“I knew nothing of HVACR or IAQ, but the president of the company saw something in me that he said could not be taught,” she said. “I took a chance by leaving a successful job in banking, and through training and education, I became very successful in HVACR.”
Paul Kuiper, general manager of Wolff Mechanical in Tempe, Arizona, would also encourage his kids to pursue a career in HVAC as this would allow them to be on the cutting-edge of an innovative industry.
“I would not only encourage my children to be a part of it but to carry the torch for their generation to make a/c contracting cool again,” he said. “There is so much opportunity in our industry and so many awesome products being developed and engineered; I absolutely support being part of the push to get folks back into trade schools.”
Attending a high-quality trade school is a great alternative to going to college, because it allows individuals to find good jobs and make great money with a fraction of the investment needed to attend a traditional four-year school, Kuiper said.
“My kids will be encouraged to pursue their passions, no matter the industry or career, but if their passions are consistent with my passion of creating high-quality HVAC companies focused on innovation, technology, and energy savings, then I would be all for it and support that 100 percent,” he said.
Passion for the trade is also what John Boylan, general manager of Lakeside Service Co. in Brighton, Michigan, would like to see from his kids before encouraging them to enter the HVAC industry.
“It would need to be their choice first,” he said. “This industry has so much potential, but it needs men and women who are passionate about the trades and professional services. If my children have the desire and interest, I would support them with all of my heart.”
Don Gillis, outside sales, Plumbers Supply, Louisville, Kentucky, has served as a service technician for more than 25 years and while he absolutely loves this industry, he’s very concerned about its future.
“One of my sons entered the HVAC industry right out of high school, and the pay scale is not even close to what it should be,” he said. “There are many easier paths young people can take that offer better pay and benefits, and those in the industry need to start figuring out quickly what they can do to help. We also need to be approaching young men and women about careers in HVAC before they ever reach high school. We need to make mechanicals cool again.”
Perhaps part of making the industry cool is changing the job title of service technician to thermodynamic energy specialist, said Joe Kokinda, president and CEO of Professional HVAC/R Services Inc. in Avon Lake, Ohio. “There is a lack of understanding as to what we actually do, and the title of HVAC tech is not one that draws interest any longer, as it is much too broad a description.”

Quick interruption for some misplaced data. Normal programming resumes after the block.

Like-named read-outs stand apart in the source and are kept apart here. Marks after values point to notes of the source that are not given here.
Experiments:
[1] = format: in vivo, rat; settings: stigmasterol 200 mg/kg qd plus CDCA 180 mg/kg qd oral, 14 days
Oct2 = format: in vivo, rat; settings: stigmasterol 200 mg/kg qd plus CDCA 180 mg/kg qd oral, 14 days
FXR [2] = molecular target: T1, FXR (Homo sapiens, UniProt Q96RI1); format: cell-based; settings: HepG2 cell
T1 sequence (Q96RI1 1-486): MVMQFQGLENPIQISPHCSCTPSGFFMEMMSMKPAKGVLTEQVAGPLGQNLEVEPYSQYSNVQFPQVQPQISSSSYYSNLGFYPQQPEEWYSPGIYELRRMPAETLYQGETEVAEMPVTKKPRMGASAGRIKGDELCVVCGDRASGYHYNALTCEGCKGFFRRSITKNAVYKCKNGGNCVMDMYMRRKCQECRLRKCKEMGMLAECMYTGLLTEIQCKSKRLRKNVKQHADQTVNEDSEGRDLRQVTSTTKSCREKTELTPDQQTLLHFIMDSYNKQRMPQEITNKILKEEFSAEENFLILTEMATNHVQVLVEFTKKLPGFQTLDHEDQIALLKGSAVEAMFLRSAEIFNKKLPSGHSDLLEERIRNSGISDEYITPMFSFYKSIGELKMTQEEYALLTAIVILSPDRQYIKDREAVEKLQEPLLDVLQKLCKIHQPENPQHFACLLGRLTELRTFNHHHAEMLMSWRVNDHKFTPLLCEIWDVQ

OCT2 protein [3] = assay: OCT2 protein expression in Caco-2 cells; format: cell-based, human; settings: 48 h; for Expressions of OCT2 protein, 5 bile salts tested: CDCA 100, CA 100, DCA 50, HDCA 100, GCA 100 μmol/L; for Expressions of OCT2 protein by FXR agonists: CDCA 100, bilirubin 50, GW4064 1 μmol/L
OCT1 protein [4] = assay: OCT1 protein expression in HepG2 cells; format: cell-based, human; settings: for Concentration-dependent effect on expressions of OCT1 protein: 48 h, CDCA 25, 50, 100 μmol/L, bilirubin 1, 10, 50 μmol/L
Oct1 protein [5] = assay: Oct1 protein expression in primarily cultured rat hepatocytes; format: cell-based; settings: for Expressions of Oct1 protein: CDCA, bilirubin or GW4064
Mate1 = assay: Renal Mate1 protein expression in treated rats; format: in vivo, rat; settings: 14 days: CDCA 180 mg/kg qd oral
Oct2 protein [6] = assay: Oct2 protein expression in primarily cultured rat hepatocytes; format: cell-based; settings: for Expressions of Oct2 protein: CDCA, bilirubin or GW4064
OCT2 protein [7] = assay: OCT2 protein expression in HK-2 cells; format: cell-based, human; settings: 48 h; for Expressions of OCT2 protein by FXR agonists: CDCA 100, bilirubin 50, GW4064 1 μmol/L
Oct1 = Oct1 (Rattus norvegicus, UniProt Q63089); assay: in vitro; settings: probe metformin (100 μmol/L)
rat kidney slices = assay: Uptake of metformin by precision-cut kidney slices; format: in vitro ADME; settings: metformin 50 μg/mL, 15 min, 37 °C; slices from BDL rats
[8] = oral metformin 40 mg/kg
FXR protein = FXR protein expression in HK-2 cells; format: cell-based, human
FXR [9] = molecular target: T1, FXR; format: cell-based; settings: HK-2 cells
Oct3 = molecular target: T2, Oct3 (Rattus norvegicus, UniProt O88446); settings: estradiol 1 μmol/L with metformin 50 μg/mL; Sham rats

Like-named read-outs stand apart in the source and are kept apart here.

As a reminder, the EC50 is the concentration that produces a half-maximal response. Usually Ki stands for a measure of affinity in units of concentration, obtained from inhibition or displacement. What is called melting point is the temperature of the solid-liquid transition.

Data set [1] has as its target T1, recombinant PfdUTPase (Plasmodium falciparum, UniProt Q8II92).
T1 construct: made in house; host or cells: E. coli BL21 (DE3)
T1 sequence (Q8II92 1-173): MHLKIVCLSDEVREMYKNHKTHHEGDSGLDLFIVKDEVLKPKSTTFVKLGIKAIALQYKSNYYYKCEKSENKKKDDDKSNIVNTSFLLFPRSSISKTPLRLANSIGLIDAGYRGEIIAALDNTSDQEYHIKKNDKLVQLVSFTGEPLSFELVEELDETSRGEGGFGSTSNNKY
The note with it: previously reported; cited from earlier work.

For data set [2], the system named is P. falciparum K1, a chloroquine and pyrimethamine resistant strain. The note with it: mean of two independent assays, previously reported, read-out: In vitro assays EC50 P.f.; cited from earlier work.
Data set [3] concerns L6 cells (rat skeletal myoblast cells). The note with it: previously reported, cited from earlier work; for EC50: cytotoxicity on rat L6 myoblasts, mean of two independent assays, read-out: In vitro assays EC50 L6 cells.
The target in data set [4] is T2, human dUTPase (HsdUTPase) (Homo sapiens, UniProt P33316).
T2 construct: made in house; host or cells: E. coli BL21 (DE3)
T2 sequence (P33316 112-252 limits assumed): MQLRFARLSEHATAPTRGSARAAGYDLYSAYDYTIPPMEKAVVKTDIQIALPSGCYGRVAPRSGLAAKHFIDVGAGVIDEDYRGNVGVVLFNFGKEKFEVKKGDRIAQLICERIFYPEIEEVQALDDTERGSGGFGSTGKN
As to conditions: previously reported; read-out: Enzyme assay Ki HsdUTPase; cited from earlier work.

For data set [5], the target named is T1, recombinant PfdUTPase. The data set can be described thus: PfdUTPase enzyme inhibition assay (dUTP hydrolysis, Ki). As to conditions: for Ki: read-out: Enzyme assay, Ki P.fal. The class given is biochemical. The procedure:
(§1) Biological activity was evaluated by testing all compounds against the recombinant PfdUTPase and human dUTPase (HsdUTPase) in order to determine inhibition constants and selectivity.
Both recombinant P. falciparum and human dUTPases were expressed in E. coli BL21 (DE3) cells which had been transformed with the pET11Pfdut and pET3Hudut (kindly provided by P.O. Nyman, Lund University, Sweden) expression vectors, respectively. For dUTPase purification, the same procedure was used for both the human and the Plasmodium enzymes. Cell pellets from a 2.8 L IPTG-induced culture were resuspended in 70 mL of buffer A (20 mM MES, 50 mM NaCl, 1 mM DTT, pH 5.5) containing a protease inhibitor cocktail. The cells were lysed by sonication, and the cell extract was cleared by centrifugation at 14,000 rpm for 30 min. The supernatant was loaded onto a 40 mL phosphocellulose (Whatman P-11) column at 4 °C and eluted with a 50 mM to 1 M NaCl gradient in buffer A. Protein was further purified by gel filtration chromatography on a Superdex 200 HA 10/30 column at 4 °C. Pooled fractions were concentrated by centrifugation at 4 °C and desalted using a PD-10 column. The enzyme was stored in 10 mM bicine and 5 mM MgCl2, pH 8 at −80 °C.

Kokinda came into the HVAC industry as a result of a stint in the Navy, and his two sons, Joey and Bryan, followed him into the business as well.
“I never pushed them to pursue refrigeration or the mechanical trades while they were growing up, and they never approached me during these formative years with questions,” he said. “They worked with me during their summers, though, and Joey and Bryan now serve as COO and CIO of our businesses. I am proud of their efforts.”
Still, Kokinda’s sons have expressed some frustration with the industry.
“As far as being happy with their career choices, I think that might be a stretch,” he said. “That said, they are drinking from the fire hose that I consistently preach, and they are learning how to teach and change the paradigm. Motivation and passion are what they are learning about now, identifying and then eliminating waste to constantly improve our processes. Getting passionate staff for field work remains our No. 1 effort. Sadly, this seems to be what the future bodes for all of those involved in our trades.”
Getting young people passionate about the trade may first mean letting them know it exists.
“We are a well-kept secret,” said Jon Hirsch, director of business development, Auer Steel & Heating Supply Co. in Milwaukee. “We’re behind the scenes. We’re not a glamourous industry, and like many skilled trades, there is a negative stigma associated with us. Parents are misinformed and don’t realize or recognize the tremendous opportunity our industry can provide.”